Healthcare marketing is trending big time in healthcare organizations. The boundless scope of effective marketing certainly helps a healthcare organization flourish in the growing medical industry. Here are certain marketing techniques in vogue among healthcare industries and the dos and don’ts in practicality
1. Grocery Store Gift Cards
Health center’s proposal to offer grocery store gift cards to certain patients in capitated managed care plans as an incentive to receive health screenings or other clinical services. Here the health center would send letters to the enrollees of capitated Medicaid managed care plans. The letters would be sent to all Eligible Enrollees, regardless of the health status, offering the recipient Eligible Enrollee the opportunity to claim an incentive gift card redeemable for $20 in groceries.
OIG: “Clearly constitute remuneration to Federal healthcare program beneficiaries and would be of more than nominal value." Not be likely to influence beneficiaries to select the Health Center as their provider because of three reasons 1) The affirmative election process for beneficiaries to obtain reassignment to a different FQHC, 2) The relatively modest value of the proposed gift cards, and 3) The lack of advertising regarding the program.
2. Part-Time Physicians Performing Services as Bona Fide Employees
Physician employees employed to perform professional services; the compensation they receive is for professional services they personally perform.
OIG: Since the physicians are bona fide employees, their wages do not constitute prohibited remuneration under the anti-kickback statute.
3. Discounted Ambulance Services
Ambulance company proposed to discount services to nursing home.
OIG: Would violate AKS.
4. Sales Commission to manufacturers' representative
Sales agent negotiates contracts on behalf of manufacturer with health systems in return for a commission of a percentage of the invoiced amounts.
OIG: Although technically a violation of the AKS, it would not impose penalty since the compensation is at fair market value.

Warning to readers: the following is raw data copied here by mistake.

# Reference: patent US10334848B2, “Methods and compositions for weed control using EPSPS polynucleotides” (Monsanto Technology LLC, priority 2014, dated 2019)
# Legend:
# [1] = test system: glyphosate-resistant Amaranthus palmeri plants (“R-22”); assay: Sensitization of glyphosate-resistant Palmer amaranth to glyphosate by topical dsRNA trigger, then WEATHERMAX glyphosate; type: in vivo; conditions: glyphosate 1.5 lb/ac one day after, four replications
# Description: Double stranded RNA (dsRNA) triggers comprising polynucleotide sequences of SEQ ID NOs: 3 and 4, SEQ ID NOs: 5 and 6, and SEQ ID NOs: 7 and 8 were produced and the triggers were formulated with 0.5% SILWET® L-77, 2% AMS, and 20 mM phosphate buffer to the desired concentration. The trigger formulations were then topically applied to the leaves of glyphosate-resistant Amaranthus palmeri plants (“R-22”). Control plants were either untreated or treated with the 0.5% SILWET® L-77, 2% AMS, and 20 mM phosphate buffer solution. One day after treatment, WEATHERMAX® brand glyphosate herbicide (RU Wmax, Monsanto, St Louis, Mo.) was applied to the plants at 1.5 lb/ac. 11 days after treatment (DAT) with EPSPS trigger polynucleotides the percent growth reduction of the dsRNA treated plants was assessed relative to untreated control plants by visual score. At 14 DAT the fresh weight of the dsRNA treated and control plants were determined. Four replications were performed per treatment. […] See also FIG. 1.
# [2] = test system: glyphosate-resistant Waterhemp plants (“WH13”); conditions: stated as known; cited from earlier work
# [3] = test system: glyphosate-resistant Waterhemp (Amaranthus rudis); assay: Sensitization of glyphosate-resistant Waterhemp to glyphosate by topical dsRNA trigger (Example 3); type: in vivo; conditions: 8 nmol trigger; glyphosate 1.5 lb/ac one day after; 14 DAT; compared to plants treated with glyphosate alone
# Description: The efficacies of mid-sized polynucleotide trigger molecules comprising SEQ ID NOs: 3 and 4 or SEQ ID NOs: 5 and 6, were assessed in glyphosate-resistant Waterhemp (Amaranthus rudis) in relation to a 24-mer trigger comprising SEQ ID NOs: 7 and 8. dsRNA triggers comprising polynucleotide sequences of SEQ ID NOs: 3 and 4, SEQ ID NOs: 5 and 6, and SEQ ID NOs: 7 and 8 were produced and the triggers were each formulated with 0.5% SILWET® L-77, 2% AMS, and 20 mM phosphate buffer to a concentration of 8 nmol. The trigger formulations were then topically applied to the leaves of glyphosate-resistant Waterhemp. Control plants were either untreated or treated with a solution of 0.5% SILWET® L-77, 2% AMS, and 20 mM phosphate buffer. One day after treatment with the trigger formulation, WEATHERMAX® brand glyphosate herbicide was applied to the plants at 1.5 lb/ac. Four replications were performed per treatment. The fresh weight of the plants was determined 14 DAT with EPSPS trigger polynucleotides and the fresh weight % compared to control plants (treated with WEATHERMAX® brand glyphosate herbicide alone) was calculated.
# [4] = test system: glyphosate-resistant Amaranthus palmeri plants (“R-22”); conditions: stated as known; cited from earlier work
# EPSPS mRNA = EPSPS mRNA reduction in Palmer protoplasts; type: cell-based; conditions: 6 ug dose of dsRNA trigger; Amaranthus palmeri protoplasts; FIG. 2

5. Aggressive Marketing by DME Suppliers
Aggressive marketing by DMEPOS supplier including those marketing activities that involve personal contact with beneficiaries is a cause of concern.
The following can be extremely coercive, particularly when such activities are targeted at senior citizens, Medicaid beneficiaries, and other particularly vulnerable patients: door-to-door marketing, telephone solicitations, direct mailings, and in-person sales pitches or “informational” sessions.
“These activities are highly susceptible to fraud and abuse, as they can lead to over utilization, increased costs to the Federal health care programs and beneficiaries, and inappropriate medical choices, as well as adverse effects on the quality of care patients receive.”
Arrangements that offer DMEPOS suppliers opportunities for access to hospital staff and patients are particularly at risk to problematic marketing schemes.
6. Telemarketing by DME Suppliers
Suppliers of DME are prohibited from making unsolicited telephone calls to Medicare beneficiaries regarding the furnishing of a covered item, except in three specific situations:(i) the beneficiary has given written permission to the supplier to make contact by telephone;(ii) the contact is regarding a covered item that the supplier has already furnished the beneficiary; or(iii) the supplier has furnished at least one covered item to the beneficiary during the preceding 15months.
7. Special Fraud Alert
SSA prohibits payment to a supplier that knowingly submits a claim generated pursuant to a prohibited telephone solicitation. Accordingly, such claims for payment are false and violators are potentially subject to criminal, civil, and administrative penalties, including exclusion from Federal health care. Some DME suppliers continue to use independent marketing firms to make unsolicited telephone calls to Medicare beneficiaries to market DME. Suppliers cannot do indirectly that which they are prohibited from doing directly.
8. Special Advisory Bulletin or Contractual Joint Ventures
Hospital expands into a related service line by contracting with an existing provider of that service.
Venture dependent on referrals from hospital’s existing business; hospital neither operates nor commits substantial financial, capital, or human resources to the venture; contractor is an established provider of the same services as the hospital’s new line of business; share in the economic benefit; and payments to the manager/supplier typically vary with the value or volume of business.
9. Gifts to Beneficiaries
Offering valuable gifts to beneficiaries to influence their choice of a Medicare or Medicaid provider is to be suspected.
Exceptions: inexpensive gifts (other than cash or cash equivalents) not exceeding $10or $50 in aggregate annually; waivers of cost-sharing amounts based on financial need; properly disclosed copayment differentials in health plans; incentives to promote the delivery of certain preventive care services; any practice permitted under the federal anti-kickback statute pursuant to [the safe harbors]; or waivers of hospital outpatient copayments in excess of the minimum co payment amounts.